OBJECTIVE - To assess factors that might affect patient use of insulin pens. RESEARCH DESION AND METHODS - Patients (n = 600: 300 using vial and syringe and 300 using pen) were recruited from national panels to participate in computer-assisted telephone interviews. Measures included: demographic characteristics; diabetes treatment and self-care factors; perceptions of pen convenience, clinical efficacy, facilitation of self-care, and cost; and degree of physicians' recommending pen use. RESULTS - Physician recommendation of pen use powerfully discriminated pen users from nonusers (odds ratio 135.6). Other factors that discriminated pen users included physicians' presenting pens as an option (14.1) and patient perceptions that pens facilitate diabetes self-care (20.2) and are not costly (4.8). CONCLUSIONS - The physician's role in presenting the pen as an option and recommending pen use was a critical factor in patient pen use. Enhanced physician education regarding the potential benefits of pen use and encouraging physicians to discuss pen use with patients could improve diabetes outcomes.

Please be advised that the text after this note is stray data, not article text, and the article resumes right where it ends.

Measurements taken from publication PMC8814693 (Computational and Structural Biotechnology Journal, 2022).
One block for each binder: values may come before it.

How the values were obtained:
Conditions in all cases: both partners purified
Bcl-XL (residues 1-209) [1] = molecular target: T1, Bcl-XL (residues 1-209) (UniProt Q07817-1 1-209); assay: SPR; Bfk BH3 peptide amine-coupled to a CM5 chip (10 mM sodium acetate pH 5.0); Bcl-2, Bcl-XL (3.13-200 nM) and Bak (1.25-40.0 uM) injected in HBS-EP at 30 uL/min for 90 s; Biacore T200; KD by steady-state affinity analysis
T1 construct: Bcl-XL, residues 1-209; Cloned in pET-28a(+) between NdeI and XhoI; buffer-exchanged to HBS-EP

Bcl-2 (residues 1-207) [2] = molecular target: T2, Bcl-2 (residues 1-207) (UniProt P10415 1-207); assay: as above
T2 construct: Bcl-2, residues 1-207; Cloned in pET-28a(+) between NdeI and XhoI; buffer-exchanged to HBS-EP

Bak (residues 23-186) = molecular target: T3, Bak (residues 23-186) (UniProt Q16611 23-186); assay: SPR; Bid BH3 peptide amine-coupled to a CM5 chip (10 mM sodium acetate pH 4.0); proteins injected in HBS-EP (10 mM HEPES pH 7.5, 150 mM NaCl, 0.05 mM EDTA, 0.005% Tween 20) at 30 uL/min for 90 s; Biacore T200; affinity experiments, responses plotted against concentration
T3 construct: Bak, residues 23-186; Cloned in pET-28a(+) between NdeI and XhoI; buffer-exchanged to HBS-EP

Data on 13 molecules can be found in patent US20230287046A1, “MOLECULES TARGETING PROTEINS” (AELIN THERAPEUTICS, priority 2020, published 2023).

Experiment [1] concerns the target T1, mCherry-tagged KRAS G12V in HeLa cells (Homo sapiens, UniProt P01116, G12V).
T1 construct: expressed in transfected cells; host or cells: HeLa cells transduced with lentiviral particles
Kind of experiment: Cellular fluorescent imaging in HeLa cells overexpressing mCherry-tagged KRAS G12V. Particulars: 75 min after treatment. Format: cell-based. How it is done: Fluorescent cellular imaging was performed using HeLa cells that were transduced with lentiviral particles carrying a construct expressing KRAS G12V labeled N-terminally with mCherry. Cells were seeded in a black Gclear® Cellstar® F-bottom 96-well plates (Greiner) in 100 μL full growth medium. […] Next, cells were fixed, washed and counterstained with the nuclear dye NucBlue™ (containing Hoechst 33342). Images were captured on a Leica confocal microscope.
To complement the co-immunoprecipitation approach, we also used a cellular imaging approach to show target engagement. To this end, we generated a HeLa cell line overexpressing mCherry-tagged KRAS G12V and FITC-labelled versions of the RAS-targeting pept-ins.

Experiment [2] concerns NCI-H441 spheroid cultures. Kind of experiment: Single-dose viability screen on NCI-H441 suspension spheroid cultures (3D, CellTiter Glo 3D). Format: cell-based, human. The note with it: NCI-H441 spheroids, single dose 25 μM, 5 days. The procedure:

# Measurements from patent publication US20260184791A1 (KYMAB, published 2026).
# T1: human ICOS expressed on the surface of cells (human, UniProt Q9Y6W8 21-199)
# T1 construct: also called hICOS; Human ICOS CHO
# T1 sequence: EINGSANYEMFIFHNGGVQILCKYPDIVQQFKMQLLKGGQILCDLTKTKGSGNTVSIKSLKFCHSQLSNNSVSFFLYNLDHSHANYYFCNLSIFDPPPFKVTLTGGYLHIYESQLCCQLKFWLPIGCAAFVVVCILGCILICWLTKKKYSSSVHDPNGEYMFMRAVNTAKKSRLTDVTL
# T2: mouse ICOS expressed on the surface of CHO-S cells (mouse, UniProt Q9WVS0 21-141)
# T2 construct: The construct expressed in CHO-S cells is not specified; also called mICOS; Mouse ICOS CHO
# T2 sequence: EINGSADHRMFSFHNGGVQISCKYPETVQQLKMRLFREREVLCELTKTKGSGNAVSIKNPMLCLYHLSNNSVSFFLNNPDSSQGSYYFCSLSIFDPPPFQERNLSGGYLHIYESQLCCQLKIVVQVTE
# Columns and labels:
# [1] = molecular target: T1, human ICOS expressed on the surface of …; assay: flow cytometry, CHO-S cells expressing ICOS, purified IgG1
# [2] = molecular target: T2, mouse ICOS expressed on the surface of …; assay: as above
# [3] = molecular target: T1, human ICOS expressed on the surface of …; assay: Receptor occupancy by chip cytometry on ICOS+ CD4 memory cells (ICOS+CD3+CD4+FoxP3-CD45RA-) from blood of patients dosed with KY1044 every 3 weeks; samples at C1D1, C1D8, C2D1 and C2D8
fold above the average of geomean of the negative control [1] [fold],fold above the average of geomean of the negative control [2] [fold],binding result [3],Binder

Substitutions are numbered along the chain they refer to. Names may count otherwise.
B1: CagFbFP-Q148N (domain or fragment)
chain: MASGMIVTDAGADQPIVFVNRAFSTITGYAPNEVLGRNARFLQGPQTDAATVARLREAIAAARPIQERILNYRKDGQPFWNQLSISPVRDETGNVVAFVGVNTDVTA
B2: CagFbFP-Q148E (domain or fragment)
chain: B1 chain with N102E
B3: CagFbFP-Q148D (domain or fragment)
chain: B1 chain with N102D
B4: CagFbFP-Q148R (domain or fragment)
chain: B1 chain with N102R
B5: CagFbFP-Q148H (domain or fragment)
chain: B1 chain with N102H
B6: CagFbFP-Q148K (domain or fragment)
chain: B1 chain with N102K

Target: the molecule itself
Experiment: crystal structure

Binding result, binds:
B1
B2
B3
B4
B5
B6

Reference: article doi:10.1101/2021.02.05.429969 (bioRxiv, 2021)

ASJC Scopus subject areas
- Internal Medicine
- Endocrinology, Diabetes and Metabolism
- Advanced and Specialized Nursing